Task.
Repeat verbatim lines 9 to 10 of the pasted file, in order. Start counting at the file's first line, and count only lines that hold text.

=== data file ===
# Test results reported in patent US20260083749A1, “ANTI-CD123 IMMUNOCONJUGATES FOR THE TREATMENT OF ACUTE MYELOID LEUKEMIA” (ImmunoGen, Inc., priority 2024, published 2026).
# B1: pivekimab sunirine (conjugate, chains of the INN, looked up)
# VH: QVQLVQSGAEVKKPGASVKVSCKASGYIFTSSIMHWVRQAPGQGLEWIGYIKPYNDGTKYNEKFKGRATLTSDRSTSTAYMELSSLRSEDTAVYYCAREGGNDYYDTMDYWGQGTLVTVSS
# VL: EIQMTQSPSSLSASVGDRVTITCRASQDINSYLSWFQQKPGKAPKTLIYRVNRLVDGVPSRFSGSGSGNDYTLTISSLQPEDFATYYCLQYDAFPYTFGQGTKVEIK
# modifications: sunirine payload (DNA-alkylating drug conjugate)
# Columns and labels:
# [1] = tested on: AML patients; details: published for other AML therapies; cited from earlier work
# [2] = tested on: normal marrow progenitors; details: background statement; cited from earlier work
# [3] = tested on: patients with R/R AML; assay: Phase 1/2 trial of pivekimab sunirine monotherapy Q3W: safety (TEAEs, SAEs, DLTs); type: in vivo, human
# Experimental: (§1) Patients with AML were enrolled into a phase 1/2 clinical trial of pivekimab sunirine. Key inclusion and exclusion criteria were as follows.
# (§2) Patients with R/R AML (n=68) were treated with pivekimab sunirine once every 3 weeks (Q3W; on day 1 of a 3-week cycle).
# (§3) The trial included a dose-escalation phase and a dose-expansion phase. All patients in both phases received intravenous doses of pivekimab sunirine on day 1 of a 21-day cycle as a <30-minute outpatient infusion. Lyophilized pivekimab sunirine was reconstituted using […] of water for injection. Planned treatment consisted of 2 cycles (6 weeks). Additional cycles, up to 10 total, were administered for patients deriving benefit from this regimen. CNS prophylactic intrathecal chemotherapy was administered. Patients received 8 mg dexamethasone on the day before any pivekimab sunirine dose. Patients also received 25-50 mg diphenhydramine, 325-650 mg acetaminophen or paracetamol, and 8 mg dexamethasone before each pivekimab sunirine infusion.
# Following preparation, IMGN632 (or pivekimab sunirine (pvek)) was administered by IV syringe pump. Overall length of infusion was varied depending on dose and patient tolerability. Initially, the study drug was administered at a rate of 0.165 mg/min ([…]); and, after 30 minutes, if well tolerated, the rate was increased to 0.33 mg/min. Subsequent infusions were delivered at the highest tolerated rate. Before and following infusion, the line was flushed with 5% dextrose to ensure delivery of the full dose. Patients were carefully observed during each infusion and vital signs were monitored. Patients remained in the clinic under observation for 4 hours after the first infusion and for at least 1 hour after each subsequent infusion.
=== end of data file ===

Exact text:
# [3] = tested on: patients with R/R AML; assay: Phase 1/2 trial of pivekimab sunirine monotherapy Q3W: safety (TEAEs, SAEs, DLTs); type: in vivo, human
# Experimental: (§1) Patients with AML were enrolled into a phase 1/2 clinical trial of pivekimab sunirine. Key inclusion and exclusion criteria were as follows.